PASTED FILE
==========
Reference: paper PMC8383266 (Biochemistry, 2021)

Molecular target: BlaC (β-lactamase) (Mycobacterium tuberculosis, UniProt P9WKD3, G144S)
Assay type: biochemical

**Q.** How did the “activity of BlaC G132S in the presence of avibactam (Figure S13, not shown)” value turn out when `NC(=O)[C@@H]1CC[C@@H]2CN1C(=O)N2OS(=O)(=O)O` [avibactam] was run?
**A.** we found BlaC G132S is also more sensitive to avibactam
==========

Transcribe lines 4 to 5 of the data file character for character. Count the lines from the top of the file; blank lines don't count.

**Q.** How did the “activity of BlaC G132S in the presence of avibactam (Figure S13, not shown)” value turn out when `NC(=O)[C@@H]1CC[C@@H]2CN1C(=O)N2OS(=O)(=O)O` [avibactam] was run?
**A.** we found BlaC G132S is also more sensitive to avibactam